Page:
Let's say we want to be able to calculate the distance that an aircraft flew, and over which countries it flew.
In this example, we will go through the steps necessary to recover the data from a flight and calculate the distance flown during the flight using the Tracking History API.
First, we will look at a specific airport, from which we will single out a specific flight to analyze.
Let's take CDG airport here. We will look at this GeoJSON representing the area of the airport:
Which is represented like that on a map:
Using the coordinates previously shown, we can filter the API results for the area we want:
- Latitude range:
48.970752,49.041694need to be South to North, so values can vary from
- Longitude range:
2.481443,2.642431need to be West to East, so values can vary from
Let's breakdown what we did here:
- We queried our endpoint around CDG airport during a specific time.
- We parsed the results and generated a Pandas Dataframe from them.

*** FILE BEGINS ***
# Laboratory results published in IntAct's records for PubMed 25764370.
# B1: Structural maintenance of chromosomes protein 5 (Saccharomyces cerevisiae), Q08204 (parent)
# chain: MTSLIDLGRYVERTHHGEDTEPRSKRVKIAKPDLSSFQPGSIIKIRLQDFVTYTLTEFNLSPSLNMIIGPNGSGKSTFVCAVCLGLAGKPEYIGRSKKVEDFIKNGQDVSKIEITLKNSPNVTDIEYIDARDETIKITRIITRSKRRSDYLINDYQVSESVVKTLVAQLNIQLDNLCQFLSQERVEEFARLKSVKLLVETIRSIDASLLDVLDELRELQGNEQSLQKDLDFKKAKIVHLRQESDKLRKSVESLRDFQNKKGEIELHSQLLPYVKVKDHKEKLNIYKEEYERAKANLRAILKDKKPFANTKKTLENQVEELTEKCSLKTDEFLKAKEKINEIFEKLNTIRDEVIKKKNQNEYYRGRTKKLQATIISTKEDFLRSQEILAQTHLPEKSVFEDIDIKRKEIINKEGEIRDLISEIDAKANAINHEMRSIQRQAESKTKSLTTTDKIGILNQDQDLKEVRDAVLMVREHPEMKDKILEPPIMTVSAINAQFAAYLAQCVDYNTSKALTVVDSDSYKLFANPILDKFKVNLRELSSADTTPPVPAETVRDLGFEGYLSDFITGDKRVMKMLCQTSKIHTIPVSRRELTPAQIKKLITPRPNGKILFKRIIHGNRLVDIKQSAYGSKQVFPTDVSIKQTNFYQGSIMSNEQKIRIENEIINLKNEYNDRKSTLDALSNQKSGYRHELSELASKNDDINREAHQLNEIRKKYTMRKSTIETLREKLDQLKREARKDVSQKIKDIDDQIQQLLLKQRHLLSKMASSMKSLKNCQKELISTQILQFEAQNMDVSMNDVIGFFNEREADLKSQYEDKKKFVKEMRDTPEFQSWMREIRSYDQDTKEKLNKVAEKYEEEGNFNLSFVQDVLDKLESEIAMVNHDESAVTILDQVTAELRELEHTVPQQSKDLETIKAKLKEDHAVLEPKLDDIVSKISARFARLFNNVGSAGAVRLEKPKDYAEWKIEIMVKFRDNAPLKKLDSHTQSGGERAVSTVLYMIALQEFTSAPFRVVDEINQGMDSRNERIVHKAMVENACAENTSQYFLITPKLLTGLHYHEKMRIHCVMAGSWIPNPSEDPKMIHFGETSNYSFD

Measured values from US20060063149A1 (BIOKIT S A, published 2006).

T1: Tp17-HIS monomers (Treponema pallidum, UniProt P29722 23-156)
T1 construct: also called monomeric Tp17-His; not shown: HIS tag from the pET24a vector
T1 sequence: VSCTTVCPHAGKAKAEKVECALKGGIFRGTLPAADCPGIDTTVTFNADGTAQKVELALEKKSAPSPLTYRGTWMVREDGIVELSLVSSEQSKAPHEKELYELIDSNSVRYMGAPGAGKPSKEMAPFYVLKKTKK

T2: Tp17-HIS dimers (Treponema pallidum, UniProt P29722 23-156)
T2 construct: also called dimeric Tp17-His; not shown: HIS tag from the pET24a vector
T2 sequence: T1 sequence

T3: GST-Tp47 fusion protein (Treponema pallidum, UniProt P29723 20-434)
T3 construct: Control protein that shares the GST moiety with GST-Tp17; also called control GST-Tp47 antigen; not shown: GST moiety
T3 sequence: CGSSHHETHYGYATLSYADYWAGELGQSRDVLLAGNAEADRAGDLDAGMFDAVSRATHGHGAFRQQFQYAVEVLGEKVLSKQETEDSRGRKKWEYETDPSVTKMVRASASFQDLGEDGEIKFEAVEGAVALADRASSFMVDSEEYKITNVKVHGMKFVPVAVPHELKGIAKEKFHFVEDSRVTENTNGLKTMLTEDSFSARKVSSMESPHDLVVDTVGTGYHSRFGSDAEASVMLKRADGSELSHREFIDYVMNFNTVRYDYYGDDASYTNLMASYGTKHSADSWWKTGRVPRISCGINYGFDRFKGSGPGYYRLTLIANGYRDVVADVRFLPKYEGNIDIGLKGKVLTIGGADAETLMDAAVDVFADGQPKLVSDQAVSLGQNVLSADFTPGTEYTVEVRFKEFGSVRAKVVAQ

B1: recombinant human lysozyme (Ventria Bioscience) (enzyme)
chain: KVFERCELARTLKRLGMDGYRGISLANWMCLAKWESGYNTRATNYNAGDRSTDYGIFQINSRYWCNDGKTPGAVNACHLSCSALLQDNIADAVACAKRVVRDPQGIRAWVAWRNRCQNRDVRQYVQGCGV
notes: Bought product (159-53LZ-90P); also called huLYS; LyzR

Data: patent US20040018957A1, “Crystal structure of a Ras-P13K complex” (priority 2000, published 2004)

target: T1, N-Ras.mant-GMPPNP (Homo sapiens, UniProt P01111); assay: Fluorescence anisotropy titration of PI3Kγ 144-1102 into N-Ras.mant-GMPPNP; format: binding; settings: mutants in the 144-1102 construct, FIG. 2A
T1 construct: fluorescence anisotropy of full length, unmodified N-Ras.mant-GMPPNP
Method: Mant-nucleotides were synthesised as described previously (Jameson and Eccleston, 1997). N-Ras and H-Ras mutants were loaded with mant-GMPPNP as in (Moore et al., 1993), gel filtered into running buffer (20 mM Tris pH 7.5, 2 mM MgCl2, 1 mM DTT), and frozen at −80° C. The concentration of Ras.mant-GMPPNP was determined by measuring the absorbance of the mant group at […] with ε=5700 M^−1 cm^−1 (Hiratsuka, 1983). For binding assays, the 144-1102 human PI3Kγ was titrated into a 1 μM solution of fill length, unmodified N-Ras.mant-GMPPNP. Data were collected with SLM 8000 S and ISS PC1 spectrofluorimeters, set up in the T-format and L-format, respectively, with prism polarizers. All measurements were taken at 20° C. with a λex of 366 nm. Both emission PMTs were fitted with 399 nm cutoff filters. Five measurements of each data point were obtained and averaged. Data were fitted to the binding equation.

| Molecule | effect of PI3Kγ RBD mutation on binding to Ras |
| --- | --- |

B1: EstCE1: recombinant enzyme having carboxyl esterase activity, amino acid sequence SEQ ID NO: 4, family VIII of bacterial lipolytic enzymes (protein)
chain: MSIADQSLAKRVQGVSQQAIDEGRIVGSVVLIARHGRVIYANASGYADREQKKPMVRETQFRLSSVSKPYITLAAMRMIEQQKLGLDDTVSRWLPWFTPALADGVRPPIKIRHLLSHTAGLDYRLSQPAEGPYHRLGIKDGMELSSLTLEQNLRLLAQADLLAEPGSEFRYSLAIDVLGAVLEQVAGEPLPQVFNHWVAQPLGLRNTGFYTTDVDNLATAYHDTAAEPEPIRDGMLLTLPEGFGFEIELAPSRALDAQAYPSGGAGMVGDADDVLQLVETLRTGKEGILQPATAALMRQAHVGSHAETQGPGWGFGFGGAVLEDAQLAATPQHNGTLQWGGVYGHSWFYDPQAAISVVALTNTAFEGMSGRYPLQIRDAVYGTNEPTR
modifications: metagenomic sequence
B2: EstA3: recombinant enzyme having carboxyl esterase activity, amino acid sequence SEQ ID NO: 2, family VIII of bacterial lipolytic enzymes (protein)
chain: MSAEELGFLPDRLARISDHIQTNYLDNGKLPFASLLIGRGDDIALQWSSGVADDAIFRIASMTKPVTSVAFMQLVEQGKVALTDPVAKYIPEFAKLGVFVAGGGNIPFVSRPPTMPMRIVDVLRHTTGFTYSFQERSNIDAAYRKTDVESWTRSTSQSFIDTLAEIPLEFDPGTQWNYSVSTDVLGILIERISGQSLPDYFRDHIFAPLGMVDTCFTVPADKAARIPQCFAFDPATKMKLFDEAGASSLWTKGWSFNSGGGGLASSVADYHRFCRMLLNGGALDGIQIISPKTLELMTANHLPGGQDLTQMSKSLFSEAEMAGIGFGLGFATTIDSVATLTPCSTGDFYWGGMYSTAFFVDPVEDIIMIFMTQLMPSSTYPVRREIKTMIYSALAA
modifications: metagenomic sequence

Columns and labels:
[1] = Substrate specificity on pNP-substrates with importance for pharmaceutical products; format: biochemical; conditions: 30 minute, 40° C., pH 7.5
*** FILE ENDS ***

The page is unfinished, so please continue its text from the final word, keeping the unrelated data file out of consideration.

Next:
- We filtered out all flights with the route LHR to CDG.
From the filtered flights fitting our requirement (LHR to CDG), we pick out the first of those and query the Tracking History endpoint again, this time removing geo limitations. For this work out, we will need to install an additional package: geopy
Let's break down what we did here:
- We selected the first flight in our filtered data
flight_analysed.iloc, and queried the Tracking History endpoint to get this specific flight using its ICAO address as the API filter.
- We generated a Panda Dataframe with the retrieved data.
- We iterate over every data point, and generated an array of coordinates, which we will use to add up the distance between every points. For that we will use the geopy package, that calculates distance between 2 sets of coordinates.
We can now make use of the reverse_geocoder package, which is an offline geocoder that will allow us to get useful information from coordinates such as the country.
Here is the expected output from our example: